Mark Iandolo Aug. 26, 2016, 3:38pm


ATLANTA (Legal Newsline) — The Justice Department has announced a lawsuit against the state of Georgia, alleging disability discrimination in the way the state treats students with disabilities in the Georgia Network for Education and therapeutic Support (GNETS) Program.

 

According to the lawsuit, Georgia segregates students with disabilities in GNETS when they could actually be with their peers in general education settings. The Americans with Disabilities Act (ADA) includes a community integration mandate that requires states make services available to people with disabilities in the most integrated setting possible.

 

“Seventeen years ago the Supreme Court made clear that states must serve people with disabilities, including children with disabilities, in the most integrated setting appropriate to their needs,” said principal deputy assistant attorney General Vanita Gupta, head of the Justice Department’s Civil Rights Division.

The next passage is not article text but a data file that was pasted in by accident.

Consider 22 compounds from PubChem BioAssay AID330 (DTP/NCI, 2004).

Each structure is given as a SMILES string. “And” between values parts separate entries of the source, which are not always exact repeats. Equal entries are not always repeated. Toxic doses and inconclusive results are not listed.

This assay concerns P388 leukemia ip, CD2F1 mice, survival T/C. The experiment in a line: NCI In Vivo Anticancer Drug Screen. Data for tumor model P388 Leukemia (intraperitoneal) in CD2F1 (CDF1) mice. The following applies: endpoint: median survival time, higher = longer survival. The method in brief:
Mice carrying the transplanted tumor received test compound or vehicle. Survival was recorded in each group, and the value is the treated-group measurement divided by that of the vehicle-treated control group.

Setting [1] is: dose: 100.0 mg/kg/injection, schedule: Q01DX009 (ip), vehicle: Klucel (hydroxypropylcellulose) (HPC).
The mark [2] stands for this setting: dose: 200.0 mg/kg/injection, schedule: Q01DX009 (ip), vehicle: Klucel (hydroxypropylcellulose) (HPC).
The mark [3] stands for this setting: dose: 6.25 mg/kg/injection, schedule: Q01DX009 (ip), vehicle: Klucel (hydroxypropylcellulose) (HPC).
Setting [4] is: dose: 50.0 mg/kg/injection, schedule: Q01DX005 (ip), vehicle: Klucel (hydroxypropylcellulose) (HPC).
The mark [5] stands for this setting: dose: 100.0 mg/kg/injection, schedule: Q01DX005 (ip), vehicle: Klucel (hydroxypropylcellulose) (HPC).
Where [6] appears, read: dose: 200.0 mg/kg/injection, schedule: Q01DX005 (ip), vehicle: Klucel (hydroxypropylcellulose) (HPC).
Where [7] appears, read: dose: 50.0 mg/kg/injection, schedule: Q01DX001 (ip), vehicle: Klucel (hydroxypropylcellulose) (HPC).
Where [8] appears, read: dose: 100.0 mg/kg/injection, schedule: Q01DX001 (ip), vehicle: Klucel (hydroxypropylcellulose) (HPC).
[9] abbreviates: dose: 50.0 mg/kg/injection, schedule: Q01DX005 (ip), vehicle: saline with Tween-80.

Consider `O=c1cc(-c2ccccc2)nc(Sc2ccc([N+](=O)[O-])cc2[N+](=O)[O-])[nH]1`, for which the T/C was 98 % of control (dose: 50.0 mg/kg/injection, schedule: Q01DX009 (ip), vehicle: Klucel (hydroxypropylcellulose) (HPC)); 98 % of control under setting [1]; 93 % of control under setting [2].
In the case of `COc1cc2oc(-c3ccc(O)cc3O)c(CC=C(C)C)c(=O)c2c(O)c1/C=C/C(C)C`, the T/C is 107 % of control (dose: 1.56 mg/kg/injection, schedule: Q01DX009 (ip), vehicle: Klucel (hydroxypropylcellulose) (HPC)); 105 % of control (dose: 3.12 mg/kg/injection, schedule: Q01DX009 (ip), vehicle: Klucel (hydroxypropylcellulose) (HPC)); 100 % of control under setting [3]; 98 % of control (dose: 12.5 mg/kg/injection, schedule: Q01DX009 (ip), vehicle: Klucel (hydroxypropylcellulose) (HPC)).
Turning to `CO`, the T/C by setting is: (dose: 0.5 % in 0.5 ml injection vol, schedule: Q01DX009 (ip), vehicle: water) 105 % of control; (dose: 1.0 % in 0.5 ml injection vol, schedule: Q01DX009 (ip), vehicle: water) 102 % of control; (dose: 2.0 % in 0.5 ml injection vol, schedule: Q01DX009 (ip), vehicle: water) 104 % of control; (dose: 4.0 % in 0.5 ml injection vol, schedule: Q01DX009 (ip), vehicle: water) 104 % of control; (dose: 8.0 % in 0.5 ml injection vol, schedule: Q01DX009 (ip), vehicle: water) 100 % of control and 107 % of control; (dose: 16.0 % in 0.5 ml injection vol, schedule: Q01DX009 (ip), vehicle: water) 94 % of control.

Gupta said Georgia’s actions do not comply with the Americans with Disabilities Act. The Justice Department considers community integration an important part of its stance on the treatment of those with disabilities.

 

“Students with disabilities in Georgia are entitled to access the services and supports that they need in the most integrated setting appropriate, where they can interact with and learn alongside their non-disabled peers and access educational opportunities that are equal to those available to other students,” Gupta said.

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